“We Need to Stop Protecting Rapists in Africa”

4
1989
First Lady Clar Weah (with red purse), leads the charge with dignitaries in a parade at the launch of the "She's You" Movement.

— Sierra Leone’s First Lady

Mrs. Fatima Jebbeh Bio, Sierra Leone’s First Lady, has called on women of Africa to work as a team to educate the men about the dangers associated with rape, to end violence meted against women and girls over the years.

Mrs. Bio made the remarks yesterday in Monrovia during the official launch of the “She’s You Movement”, the flagship program of Liberia’s First Lady, Clar Marie Weah.

The She’s You Movement aims to promote gender equality, women empowerment and to eliminate gender-based violence and other conditions that inhibit the potential of women and girls to be active participants in community and national decision-making.

Mrs. Bio said the First Ladies of the African continent are not ready to be silenced by any man on the issue of rape and other forms of violence against women and girls, adding, “we cannot tolerate rape in our society anymore.”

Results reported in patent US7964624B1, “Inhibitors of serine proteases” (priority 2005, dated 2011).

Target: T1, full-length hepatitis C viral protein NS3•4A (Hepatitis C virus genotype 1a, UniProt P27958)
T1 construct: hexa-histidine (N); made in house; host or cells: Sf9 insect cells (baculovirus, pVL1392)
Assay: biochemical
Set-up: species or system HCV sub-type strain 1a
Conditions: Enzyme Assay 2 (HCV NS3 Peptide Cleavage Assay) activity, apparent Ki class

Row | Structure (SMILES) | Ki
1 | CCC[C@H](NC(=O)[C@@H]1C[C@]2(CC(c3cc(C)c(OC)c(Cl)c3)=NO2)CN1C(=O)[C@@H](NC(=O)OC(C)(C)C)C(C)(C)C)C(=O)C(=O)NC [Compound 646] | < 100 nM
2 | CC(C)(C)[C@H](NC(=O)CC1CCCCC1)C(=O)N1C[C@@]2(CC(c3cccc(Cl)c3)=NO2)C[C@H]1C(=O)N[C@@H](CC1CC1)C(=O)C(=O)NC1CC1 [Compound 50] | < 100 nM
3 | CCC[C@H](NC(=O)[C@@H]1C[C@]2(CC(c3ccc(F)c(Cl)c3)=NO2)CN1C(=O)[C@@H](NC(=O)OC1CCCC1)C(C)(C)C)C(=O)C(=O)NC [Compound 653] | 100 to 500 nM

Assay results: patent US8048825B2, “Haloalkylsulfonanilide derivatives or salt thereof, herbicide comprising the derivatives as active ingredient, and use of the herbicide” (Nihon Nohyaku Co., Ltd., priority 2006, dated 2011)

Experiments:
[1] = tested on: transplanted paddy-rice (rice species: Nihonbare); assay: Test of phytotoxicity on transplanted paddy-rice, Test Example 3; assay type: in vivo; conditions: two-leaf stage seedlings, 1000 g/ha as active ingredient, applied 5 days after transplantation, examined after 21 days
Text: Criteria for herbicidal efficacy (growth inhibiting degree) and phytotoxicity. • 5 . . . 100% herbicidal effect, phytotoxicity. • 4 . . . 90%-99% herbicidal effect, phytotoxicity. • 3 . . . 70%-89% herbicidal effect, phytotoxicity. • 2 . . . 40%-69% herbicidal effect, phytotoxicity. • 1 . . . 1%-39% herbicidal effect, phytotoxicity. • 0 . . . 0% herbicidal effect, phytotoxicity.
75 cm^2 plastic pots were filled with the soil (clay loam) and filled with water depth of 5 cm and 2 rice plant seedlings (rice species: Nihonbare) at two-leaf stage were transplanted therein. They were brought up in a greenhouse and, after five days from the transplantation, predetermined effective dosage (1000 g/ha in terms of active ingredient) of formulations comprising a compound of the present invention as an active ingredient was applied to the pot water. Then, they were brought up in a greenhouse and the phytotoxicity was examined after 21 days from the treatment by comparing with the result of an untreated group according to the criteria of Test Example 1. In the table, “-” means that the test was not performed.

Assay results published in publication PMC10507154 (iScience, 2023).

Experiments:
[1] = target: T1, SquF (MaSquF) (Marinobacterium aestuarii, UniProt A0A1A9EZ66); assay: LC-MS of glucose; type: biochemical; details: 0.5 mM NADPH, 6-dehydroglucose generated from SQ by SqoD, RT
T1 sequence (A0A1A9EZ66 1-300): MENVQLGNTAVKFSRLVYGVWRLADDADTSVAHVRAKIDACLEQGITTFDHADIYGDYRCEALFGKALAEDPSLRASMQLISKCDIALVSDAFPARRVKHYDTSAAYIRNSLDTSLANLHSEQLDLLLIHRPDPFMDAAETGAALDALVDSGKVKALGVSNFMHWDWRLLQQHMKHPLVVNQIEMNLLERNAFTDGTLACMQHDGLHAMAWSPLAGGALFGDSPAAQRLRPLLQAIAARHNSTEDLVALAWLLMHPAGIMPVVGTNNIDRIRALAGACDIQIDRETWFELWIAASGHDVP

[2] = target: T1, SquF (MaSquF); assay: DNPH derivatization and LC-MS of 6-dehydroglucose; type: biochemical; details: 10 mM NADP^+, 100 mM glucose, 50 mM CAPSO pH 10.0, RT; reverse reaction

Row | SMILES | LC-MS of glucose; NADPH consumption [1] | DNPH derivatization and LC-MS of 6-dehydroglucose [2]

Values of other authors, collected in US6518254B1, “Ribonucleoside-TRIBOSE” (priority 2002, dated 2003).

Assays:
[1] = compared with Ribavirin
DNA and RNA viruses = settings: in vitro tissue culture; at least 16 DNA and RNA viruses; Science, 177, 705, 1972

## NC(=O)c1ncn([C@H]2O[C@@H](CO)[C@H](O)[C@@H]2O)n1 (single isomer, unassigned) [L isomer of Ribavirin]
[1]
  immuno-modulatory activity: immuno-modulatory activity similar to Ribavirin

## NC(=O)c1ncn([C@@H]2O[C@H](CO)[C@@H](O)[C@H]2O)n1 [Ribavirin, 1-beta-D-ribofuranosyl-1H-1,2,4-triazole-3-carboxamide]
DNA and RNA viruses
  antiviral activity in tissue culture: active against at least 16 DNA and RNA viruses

Mrs. Bio recounted how Liberia and Sierra Leone shared something in common by defeating the Deadly Ebola Virus Disease and will work together to defeat domestic violence on women and girls. “We need to stop protecting rapists and say enough is enough,” Mrs. Bio stressed. She said it is easy to become a first lady, but more difficult if you do not have the support of your husband.

She said until Africa can work together as a team and make the men understand through education about abusing the women, the men will not stop. “Let’s start educating our men, and the continent about ending the violence against women.”

Mrs. Bio said she believes that Mrs. Weah is prepared to add her voice to the many voices to help change the African Continent case, especially on rape and domestic violence.

“I’m not willing to be silent on rape. Mrs. Weah’s voice will be louder if everyone in Liberia stands by her and believes that ‘She’s You’ and one will not say such if you don’t believe it,” Mrs. Bio said.

Mrs. Fatima Jebbeh Bio, Sierra Leone’s First Lady.

Yesterday’s program was witnessed by thousands, led by the First Lady Mrs. Weah and Vice President Jewel Howard Taylor, as a demonstration of their condemnation of all forms of violence against women and girls in Liberia and Africa.